Why High Cognitive Load Is Costing You Conversions (and How to Reduce It)

Cognitive Load

The best UX is the one you’re not aware of, the one you don’t even notice. That’s what makes a site truly intuitive.

Each time UX falls short of intuitive, cognitive load increases. As cognitive load increases, your conversion rate begins to suffer.

What Is Cognitive Load (and Why Does It Matter)?

Cognitive load is “the total amount of mental effort being used in the working memory.” Cognitive overload, then, is the need for an excessive amount of mental effort.

The Psychology

Cognitive load theory was born from the research of John Sweller in the 1980s. He argued that the way in which something is taught can influence cognitive load in learners. He also broke cognitive load down into three categories: intrinsic, extraneous, and germane.

To summarize…

  1. Intrinsic – The inherent difficulty of the concept.
  2. Extraneous – The complexity added by the way the concept is presented.
  3. Germane – The construction of patterns, models and associations.

Measuring Cognitive Load

By nature, of course, people differ in cognitive processing capacity. An expert would have a lower cognitive load than a beginner because she is more experienced and knowledgeable, for example. Some studies suggest those with a lower socioeconomic status experience higher cognitive load.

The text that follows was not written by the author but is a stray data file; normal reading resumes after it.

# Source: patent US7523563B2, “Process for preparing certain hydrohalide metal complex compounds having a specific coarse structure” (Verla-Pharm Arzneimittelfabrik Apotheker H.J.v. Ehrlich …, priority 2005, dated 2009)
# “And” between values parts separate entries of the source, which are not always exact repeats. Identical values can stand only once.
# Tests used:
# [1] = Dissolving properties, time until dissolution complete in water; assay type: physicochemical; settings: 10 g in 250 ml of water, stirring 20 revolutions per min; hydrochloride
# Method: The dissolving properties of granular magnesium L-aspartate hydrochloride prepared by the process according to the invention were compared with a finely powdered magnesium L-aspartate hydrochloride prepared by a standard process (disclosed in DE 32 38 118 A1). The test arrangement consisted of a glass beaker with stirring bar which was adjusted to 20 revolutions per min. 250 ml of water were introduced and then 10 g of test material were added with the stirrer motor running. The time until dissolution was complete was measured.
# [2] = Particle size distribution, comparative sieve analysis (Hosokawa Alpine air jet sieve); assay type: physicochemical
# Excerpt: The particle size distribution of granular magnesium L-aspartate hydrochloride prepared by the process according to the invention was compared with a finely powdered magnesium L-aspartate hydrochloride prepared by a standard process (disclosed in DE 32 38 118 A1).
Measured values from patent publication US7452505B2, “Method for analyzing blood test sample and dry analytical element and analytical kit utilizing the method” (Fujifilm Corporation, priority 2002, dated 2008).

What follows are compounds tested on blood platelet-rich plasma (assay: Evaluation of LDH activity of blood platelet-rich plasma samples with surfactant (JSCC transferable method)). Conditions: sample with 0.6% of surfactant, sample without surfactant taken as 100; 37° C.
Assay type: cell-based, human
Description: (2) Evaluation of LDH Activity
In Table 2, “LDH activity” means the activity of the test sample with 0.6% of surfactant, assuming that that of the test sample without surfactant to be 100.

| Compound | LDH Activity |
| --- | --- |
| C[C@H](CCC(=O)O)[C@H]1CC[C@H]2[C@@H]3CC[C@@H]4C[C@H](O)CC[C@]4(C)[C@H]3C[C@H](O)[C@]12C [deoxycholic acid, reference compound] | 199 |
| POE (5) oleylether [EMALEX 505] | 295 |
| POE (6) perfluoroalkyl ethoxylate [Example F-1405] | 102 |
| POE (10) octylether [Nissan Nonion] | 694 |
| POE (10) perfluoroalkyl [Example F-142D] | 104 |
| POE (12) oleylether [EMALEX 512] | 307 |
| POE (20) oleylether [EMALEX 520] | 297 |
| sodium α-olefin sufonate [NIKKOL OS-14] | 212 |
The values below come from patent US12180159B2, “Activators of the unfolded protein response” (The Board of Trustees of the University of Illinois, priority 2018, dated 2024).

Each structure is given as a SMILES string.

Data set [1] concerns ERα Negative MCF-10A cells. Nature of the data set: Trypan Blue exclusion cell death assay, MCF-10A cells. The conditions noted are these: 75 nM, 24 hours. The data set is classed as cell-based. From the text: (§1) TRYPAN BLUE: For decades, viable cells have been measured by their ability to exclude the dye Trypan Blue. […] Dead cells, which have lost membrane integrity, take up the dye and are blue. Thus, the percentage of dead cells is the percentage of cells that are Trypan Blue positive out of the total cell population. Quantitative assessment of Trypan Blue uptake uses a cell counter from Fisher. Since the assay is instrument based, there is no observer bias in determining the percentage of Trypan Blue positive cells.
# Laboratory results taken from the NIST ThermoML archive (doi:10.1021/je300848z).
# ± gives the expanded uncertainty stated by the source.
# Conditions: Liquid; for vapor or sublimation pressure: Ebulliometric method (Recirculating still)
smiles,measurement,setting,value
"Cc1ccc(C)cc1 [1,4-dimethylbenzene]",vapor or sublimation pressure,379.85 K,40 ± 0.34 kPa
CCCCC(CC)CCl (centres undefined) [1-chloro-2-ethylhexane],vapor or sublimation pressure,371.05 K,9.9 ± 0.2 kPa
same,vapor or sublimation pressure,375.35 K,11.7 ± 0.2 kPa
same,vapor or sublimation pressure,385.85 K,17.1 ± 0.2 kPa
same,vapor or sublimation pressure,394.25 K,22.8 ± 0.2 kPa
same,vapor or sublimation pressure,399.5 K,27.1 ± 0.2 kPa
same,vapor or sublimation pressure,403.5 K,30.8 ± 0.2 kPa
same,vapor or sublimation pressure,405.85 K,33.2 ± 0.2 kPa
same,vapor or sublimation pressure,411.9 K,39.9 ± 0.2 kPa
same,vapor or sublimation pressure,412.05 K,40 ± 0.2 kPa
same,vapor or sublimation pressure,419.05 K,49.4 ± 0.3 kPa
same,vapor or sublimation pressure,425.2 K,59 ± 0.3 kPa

While research has been done on how to measure factors that contribute to cognitive load, it’s not easily applicable to the average optimizer. We can’t rely on task-invoked pupillary response to tell us how our sites are being processed cognitively. Similarly, we can’t use rate pressure product.

The Impact of a High Cognitive Load

Nicholas Carr wrote The Shallows, an incredible book on what the Internet is doing to our brains. In it, he discusses the impact of cognitive overload…


Nicholas Carr, Author:

“When the load exceeds our mind’s ability to process and store it, we’re unable to retain the information or to draw connections with other memories. We can’t translate the new material into conceptual knowledge. Our ability to learn suffers, and our understanding remains weak.”

Basically, here’s what happens when cognitive load increases…

  • The likelihood of errors and/or interferences with the task at hand increases drastically.
  • Stereotyping and attribution effect kick into high gear, disrupting rational thought.

Why This All Matters

Perhaps you’re reading this thinking that cognitive overload isn’t something you should concern yourself with as an optimizer. Well, Reuters conducted three business-focused studies and released a report called Dying for Information. Here are some of the findings…

  • 43% of respondents thought that decisions were delayed and otherwise negatively affected by “analysis paralysis”.